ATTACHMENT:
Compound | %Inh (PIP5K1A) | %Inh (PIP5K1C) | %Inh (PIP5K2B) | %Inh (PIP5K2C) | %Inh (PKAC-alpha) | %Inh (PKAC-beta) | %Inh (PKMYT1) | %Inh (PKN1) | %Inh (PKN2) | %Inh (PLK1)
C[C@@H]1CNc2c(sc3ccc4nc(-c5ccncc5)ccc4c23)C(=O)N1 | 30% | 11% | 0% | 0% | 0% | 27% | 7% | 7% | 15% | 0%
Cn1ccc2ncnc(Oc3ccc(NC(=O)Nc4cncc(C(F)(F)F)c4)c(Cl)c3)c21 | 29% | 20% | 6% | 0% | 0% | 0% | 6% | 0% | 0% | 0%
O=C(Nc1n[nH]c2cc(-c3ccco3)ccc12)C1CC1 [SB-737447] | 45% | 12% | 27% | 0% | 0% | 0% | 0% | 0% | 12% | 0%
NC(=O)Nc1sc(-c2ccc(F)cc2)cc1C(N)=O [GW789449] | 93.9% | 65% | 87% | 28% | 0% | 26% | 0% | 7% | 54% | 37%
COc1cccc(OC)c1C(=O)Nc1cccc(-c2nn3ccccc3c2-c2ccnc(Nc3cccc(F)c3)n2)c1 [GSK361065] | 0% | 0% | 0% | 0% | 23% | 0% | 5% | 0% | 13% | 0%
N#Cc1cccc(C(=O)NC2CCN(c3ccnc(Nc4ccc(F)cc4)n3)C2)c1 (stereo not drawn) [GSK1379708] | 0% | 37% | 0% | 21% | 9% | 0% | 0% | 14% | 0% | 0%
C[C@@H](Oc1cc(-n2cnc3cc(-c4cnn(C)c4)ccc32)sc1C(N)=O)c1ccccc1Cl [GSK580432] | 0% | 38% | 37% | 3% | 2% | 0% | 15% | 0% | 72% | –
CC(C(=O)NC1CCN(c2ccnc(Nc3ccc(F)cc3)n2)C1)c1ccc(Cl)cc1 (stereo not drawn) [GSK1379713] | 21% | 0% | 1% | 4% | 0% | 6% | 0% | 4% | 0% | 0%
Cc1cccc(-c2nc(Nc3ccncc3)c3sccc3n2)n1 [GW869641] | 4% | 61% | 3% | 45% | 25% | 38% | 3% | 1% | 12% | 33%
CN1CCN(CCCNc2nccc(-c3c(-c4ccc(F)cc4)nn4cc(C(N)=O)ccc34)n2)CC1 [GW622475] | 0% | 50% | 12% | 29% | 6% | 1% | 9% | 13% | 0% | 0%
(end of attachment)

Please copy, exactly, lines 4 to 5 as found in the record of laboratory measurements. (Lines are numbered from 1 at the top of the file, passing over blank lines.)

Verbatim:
O=C(Nc1n[nH]c2cc(-c3ccco3)ccc12)C1CC1 [SB-737447] | 45% | 12% | 27% | 0% | 0% | 0% | 0% | 0% | 12% | 0%
NC(=O)Nc1sc(-c2ccc(F)cc2)cc1C(N)=O [GW789449] | 93.9% | 65% | 87% | 28% | 0% | 26% | 0% | 7% | 54% | 37%